(We talked with Bob and his wife, Eddy Hayes, who also prepared a detailed account of some of their lifetime experiences. It's the kind of account we would like to have for all our Oilfield Veterans (and sadly, for most, we will never have). To read this interesting account - click here.)
To say that Bob Hayes had a varied background would be a classic understatement. His career included everything from a stint in the Air Force Reserves during World War II to working as a clerk at Eaton's. Most of his early career though involved driving buses. He worked for Brewster Tours in the Rockies and drove the Whitehorse to Dawson Creek run in the north. In fact, he and his family came to Lloydminster in 1951 because Greyhound transferred him here. The family took immediately to the Lloydminster area and really felt at home.
When Greyhound laid him off, he found employment with Dowell Incorporated on the strength of working one winter as a perforator's helper for Schlumberger. The current Perforating Engineer at Dowell wanted to head for greener pastures so within six months Bob had sufficient training to take his place and worked in the Lloydminster patch for the next three years. (It was during this time that he perforated a Fargo well at Lone Rock which was to be reactivated in 2002.)
Dowell transferred the Hayes family to Edmonton but laid Bob off when there was a slowdown in the oil business. Bob then went with Welex — a wireline company which immediately sent him to Oklahoma for training. This was another crash course but Bob later declined a transfer to Red Deer and went to work as a purchasing agent for Maloney Crawford Tank and Steel Company. On the side, he designed and had built an agricultural rock picker which he sold across Alberta and Saskatchewan. When the oil business picked up though, in 1964, the family headed back to Lloydminster. Bob believed the booming heavy oil industry around Lloydminster needed the services of a perforating company.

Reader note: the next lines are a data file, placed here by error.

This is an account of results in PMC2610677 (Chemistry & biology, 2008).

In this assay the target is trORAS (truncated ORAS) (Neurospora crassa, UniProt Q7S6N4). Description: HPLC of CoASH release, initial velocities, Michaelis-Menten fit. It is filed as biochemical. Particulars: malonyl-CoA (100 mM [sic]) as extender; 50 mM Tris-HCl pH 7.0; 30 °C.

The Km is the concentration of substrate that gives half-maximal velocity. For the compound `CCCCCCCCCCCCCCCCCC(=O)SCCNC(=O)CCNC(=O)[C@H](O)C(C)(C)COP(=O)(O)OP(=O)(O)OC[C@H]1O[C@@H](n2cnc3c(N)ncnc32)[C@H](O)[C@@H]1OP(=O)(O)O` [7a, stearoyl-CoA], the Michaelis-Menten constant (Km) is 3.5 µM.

Bob Hayes started his own company - Wescan Perforators Ltd. No company in Canada supplied a unit designed for perforating so with plenty of determination, and the help of McCoy Brothers of Edmonton, Bob built his own perforating truck. He acquired some parts from Ft. Worth, Texas, drew up the design and manufactured the truck. As with most companies, the first few years were difficult. In June of 1965, he got his first job perforating an oil well for Fargo Oil at Lone Rock. Johnny Howes was the manager then and he saw the worth of the truck and all the work that had gone into it. Bob continued to work for Fargo Oil, Murphy Oil, Pacific Petroleum, and countless other oil companies. After this hard work he got his first big break. Imperial Oil, in Cold Lake, gave him a very large contract. For Bob, this was an opportunity to prove himself and his work. The company was on its way.
Interior of the Truck Bob Hayes designed and built to begin his business perforating oil wells
The hard work didn’t end with the first success. Bob needed more trucks, with new and expensive electronic equipment. This meant going down to Ft. Worth to arrange for trucks that would meet all the specifics required. This entailed a lot of paper work and long distance calls. When all this was done, Wescan had a truck that could handle both high explosives and radioactive logging. The next big challenge was to get this type of vehicle through Canadian Customs!